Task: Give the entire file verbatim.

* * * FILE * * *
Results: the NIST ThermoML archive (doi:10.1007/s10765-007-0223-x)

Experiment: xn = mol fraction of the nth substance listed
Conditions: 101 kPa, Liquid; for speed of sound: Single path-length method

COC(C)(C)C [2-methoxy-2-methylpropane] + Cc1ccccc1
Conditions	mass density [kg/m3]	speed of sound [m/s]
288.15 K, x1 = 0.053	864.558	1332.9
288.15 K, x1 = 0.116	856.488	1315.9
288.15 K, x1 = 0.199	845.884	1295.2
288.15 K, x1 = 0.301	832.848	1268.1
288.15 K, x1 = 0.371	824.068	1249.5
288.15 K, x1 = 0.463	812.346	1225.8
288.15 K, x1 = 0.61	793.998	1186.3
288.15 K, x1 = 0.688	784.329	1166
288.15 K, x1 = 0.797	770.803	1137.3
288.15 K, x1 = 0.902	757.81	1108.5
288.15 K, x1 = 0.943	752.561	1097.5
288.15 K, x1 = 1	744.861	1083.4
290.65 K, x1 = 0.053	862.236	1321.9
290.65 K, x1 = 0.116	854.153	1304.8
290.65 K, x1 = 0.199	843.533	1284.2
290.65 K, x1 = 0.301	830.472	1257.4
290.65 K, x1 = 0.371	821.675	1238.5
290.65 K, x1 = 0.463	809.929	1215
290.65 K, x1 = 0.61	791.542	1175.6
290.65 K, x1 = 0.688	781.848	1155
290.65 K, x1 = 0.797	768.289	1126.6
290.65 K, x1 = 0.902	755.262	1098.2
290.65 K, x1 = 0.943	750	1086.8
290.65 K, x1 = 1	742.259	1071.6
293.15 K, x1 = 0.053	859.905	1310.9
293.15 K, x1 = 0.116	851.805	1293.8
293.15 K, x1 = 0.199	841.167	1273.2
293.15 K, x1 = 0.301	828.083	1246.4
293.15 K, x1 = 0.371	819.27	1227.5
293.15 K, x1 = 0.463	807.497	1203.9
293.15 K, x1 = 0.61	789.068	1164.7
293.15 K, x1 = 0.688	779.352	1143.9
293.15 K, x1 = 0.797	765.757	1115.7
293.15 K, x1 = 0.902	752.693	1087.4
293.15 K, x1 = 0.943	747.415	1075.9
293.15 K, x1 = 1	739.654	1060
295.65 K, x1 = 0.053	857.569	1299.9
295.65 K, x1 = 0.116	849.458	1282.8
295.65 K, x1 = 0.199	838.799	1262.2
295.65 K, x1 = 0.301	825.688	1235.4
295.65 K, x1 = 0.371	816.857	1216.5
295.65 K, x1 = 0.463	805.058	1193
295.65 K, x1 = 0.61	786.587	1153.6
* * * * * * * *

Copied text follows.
Results: the NIST ThermoML archive (doi:10.1007/s10765-007-0223-x)

Experiment: xn = mol fraction of the nth substance listed
Conditions: 101 kPa, Liquid; for speed of sound: Single path-length method

COC(C)(C)C [2-methoxy-2-methylpropane] + Cc1ccccc1
Conditions	mass density [kg/m3]	speed of sound [m/s]
288.15 K, x1 = 0.053	864.558	1332.9
288.15 K, x1 = 0.116	856.488	1315.9
288.15 K, x1 = 0.199	845.884	1295.2
288.15 K, x1 = 0.301	832.848	1268.1
288.15 K, x1 = 0.371	824.068	1249.5
288.15 K, x1 = 0.463	812.346	1225.8
288.15 K, x1 = 0.61	793.998	1186.3
288.15 K, x1 = 0.688	784.329	1166
288.15 K, x1 = 0.797	770.803	1137.3
288.15 K, x1 = 0.902	757.81	1108.5
288.15 K, x1 = 0.943	752.561	1097.5
288.15 K, x1 = 1	744.861	1083.4
290.65 K, x1 = 0.053	862.236	1321.9
290.65 K, x1 = 0.116	854.153	1304.8
290.65 K, x1 = 0.199	843.533	1284.2
290.65 K, x1 = 0.301	830.472	1257.4
290.65 K, x1 = 0.371	821.675	1238.5
290.65 K, x1 = 0.463	809.929	1215
290.65 K, x1 = 0.61	791.542	1175.6
290.65 K, x1 = 0.688	781.848	1155
290.65 K, x1 = 0.797	768.289	1126.6
290.65 K, x1 = 0.902	755.262	1098.2
290.65 K, x1 = 0.943	750	1086.8
290.65 K, x1 = 1	742.259	1071.6
293.15 K, x1 = 0.053	859.905	1310.9
293.15 K, x1 = 0.116	851.805	1293.8
293.15 K, x1 = 0.199	841.167	1273.2
293.15 K, x1 = 0.301	828.083	1246.4
293.15 K, x1 = 0.371	819.27	1227.5
293.15 K, x1 = 0.463	807.497	1203.9
293.15 K, x1 = 0.61	789.068	1164.7
293.15 K, x1 = 0.688	779.352	1143.9
293.15 K, x1 = 0.797	765.757	1115.7
293.15 K, x1 = 0.902	752.693	1087.4
293.15 K, x1 = 0.943	747.415	1075.9
293.15 K, x1 = 1	739.654	1060
295.65 K, x1 = 0.053	857.569	1299.9
295.65 K, x1 = 0.116	849.458	1282.8
295.65 K, x1 = 0.199	838.799	1262.2
295.65 K, x1 = 0.301	825.688	1235.4
295.65 K, x1 = 0.371	816.857	1216.5
295.65 K, x1 = 0.463	805.058	1193
295.65 K, x1 = 0.61	786.587	1153.6